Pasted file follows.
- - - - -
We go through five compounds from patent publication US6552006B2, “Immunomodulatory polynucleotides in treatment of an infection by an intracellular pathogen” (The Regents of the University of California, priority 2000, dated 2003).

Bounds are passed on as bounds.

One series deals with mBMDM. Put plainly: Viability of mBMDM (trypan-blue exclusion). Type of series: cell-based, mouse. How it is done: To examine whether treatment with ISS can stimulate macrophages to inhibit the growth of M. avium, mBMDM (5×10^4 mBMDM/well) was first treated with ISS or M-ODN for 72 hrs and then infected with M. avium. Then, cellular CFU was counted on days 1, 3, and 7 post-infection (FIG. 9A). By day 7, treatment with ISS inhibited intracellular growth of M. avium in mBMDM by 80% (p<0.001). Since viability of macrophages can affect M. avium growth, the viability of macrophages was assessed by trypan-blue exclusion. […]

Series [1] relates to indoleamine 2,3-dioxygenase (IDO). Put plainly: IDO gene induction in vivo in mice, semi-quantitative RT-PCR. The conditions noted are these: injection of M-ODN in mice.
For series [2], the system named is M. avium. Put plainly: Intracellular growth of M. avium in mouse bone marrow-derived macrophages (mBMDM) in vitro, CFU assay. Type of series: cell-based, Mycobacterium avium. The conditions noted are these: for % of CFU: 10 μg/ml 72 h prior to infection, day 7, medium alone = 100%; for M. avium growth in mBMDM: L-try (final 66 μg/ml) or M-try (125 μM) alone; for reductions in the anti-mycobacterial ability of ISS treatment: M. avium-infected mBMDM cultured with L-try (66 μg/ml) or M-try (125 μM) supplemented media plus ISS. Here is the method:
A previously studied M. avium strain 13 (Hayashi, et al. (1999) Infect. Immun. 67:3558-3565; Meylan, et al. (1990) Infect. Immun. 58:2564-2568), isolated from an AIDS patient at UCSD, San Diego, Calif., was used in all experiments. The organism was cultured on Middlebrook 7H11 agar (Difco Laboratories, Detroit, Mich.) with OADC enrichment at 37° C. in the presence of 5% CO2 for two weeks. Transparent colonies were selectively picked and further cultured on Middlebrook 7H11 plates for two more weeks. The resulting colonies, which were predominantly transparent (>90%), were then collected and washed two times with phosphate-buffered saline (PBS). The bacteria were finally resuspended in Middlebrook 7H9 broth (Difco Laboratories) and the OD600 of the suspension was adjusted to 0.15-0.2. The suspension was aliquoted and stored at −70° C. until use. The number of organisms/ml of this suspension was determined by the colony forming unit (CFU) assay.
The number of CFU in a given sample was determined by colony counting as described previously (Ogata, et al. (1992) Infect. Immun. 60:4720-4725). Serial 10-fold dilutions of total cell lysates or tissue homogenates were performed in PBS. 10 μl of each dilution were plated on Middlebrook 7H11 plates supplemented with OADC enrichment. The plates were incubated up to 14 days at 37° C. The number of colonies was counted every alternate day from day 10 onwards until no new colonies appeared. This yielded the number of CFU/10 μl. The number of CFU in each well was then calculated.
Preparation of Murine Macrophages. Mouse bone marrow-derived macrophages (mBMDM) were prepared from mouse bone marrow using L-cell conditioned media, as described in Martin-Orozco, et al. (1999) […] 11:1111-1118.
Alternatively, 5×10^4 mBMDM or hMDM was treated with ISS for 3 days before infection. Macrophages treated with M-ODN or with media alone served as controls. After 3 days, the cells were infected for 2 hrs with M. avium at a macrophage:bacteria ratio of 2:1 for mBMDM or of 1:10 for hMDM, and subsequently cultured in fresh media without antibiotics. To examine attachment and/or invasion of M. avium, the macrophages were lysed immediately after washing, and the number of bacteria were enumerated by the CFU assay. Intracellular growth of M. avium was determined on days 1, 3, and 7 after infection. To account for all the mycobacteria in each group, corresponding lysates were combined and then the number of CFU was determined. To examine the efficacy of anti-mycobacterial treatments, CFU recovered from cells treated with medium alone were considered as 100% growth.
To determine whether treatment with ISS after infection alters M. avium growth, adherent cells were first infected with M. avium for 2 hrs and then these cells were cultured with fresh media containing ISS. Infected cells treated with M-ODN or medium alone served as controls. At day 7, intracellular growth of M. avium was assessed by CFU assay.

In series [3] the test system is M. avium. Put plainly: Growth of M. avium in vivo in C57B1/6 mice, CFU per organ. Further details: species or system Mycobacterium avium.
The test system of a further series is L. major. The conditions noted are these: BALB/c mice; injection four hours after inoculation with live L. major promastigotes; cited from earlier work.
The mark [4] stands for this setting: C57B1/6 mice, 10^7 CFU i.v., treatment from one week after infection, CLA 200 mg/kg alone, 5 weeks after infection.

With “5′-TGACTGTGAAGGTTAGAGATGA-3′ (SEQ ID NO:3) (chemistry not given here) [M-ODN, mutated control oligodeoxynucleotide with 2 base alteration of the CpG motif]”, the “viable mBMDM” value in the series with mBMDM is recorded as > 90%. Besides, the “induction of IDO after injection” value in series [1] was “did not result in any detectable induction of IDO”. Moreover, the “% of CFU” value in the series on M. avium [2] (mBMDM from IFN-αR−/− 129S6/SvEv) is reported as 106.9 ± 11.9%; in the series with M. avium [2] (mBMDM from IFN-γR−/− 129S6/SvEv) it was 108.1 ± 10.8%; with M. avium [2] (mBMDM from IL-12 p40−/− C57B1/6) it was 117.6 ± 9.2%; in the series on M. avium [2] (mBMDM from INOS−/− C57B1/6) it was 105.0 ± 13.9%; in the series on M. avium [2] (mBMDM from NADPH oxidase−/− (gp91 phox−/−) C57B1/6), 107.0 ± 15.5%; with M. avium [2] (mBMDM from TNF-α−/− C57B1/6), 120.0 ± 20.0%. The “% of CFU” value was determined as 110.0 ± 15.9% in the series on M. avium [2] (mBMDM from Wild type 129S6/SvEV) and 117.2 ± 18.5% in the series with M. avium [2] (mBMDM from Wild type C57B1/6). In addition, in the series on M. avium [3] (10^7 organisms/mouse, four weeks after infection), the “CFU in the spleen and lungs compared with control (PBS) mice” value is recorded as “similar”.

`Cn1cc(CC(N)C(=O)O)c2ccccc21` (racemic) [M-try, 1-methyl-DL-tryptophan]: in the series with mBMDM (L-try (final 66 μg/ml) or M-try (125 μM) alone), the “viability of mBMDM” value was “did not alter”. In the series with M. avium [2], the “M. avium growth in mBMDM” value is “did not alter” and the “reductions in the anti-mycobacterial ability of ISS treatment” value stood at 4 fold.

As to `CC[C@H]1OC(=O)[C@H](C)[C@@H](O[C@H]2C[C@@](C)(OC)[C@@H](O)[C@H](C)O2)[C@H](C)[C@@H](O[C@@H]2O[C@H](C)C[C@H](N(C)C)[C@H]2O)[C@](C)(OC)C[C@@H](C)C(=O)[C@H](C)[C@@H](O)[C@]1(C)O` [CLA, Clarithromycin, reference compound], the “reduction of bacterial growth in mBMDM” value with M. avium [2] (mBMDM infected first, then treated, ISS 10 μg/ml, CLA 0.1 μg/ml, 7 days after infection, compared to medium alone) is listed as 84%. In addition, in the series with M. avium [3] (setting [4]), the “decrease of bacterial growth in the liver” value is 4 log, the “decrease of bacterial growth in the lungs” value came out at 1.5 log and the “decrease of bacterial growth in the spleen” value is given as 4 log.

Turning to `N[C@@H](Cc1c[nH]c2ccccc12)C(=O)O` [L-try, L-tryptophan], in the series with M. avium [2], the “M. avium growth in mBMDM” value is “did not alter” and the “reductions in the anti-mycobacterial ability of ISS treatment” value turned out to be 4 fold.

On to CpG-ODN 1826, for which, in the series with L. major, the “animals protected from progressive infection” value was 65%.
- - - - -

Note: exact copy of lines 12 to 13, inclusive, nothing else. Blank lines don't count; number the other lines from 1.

The test system of a further series is L. major. The conditions noted are these: BALB/c mice; injection four hours after inoculation with live L. major promastigotes; cited from earlier work.
The mark [4] stands for this setting: C57B1/6 mice, 10^7 CFU i.v., treatment from one week after infection, CLA 200 mg/kg alone, 5 weeks after infection.